Sullivan County Democrat
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Democrat Photo by Jeanne Sager

THE OWNERS OF the K-Brand Egg Farm had to rent a machine to collect their eggs after a fire left them collecting them by hand for months.

Soon to Be
Back in Business

By Jeanne Sager
GLEN WILD — January 25, 2002 – Egg farms in Sullivan County have long been a dying breed.
But changing times and even a fire aren’t about to stop Bob and Phil Kaplan from keeping up the farm started by their father, Meyer, 60 years ago.
K-Brand Farm, also known as Egg U., on Glen Wild Road in Glen Wild has been operating at diminished capacity since September when an electrical fire ravaged their processing machine, damaging a laying room and suffocating 25,000 chickens.
The financial loss to their business was more than $900,000.
The Kaplans could have given up. After all, at full capacity they are the largest of two egg farms in the county, Bob Kaplan said.
“That was more by default than by choice,” he noted. “Larger ones closed down years ago.”
Instead, the Kaplans decided to forge ahead, maintaining all but one employee after the fire and hiring local contractors to not only rebuild but upgrade their existing plant.
For the first few months, the brothers and their employees collected eggs by hand from the remaining 150,000 chickens.
Because one laying house was damaged in the fire and another house had to be shut down when its power source was destroyed in the blaze, K-Brand’s usual capacity of 250,000 birds has been minimized for the moment.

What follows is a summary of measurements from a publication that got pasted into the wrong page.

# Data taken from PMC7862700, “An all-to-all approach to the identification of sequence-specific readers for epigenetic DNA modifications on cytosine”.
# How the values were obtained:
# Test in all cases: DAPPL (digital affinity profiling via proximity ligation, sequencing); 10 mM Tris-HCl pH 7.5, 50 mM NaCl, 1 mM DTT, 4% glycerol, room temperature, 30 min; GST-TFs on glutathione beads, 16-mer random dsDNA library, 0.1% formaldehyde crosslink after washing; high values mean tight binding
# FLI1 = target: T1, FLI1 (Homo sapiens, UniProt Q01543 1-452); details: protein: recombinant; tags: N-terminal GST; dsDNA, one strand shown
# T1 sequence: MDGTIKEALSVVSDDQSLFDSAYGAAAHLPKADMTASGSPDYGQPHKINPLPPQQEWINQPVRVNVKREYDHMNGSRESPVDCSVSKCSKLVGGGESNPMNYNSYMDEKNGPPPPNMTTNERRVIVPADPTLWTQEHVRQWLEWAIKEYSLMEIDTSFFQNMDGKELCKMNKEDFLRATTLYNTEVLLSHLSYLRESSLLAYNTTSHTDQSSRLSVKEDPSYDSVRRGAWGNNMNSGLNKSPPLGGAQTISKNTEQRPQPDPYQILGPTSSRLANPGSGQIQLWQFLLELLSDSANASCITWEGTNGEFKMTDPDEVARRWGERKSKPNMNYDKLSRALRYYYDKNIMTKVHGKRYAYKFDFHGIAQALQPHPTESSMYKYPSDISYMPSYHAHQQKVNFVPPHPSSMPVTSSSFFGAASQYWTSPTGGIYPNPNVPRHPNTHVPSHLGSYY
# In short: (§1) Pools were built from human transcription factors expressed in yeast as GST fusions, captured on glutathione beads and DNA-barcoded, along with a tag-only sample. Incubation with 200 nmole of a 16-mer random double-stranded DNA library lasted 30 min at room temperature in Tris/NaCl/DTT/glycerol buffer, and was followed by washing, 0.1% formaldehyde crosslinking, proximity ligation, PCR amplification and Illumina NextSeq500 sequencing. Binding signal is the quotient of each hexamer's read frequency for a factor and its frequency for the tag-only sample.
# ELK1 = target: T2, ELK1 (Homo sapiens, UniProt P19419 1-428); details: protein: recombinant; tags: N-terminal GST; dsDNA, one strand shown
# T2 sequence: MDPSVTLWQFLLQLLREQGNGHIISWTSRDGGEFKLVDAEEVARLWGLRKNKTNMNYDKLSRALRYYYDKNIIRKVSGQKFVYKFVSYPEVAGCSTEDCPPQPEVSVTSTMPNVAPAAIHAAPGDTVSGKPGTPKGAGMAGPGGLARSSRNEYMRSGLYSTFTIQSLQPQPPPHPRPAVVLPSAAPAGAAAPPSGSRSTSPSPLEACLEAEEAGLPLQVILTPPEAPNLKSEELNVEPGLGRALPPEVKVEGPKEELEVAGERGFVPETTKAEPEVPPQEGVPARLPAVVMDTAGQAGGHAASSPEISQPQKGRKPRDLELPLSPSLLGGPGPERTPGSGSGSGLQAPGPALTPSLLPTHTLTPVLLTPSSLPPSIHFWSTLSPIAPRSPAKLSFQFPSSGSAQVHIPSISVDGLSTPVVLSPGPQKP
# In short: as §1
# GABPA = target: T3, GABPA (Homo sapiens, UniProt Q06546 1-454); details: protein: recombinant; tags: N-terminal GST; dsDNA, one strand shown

However, when their rebuild is complete, they hope to reopen one of their closed laying houses and expand.
Recently, the Kaplans were able to lease a machine to collect the eggs so the process no longer has to be done by hand, but they have to be sent to a plant in Woodridge to be fully processed.
K-Brand’s customers have all been diverted to other farms, some to Brey’s Egg Farm in Kenoza Lake, Phil Kaplan said.
“We know at least two or three will definitely be coming back when we’re complete,” he explained.
Eggs from K-Brand farm are sent mostly to Connecticut, and some make their way to grocery stores in New York City.
The Kaplans hope all the rebuilding work will be completed by March 9 so they can welcome their regular clients back to the Glen Wild plant.
Their new processor, which will be fully computerized, is expected to arrive March 5 and will take four days to install.
“We are hoping all the other contractors will have their work done by that time,” Bob said.
The new machine, he said, will be state-of-the-art and should vastly improve their production.
The Kaplans are working with three different agencies to fund the $800,000 rebuilding project. The Farm Service Agency, Ellenville National Bank and the county have all been involved in the project, Bob said.
The county is expected to supply a low-interest loan through its agricultural development revolving fund.
“We’re also using all local contractors, which we hope will be good for the county,” Bob said.
Quality Carpentry of Sullivan County, a Wurtsboro company, is doing the carpentry work for the Kaplans. Lucyk Contracting of Mountaindale is in charge of the site work, Paul Kirtack and Sons of Woodridge will install the plumbing, and Kerber Electric of Rock Hill will complete the electrical work.

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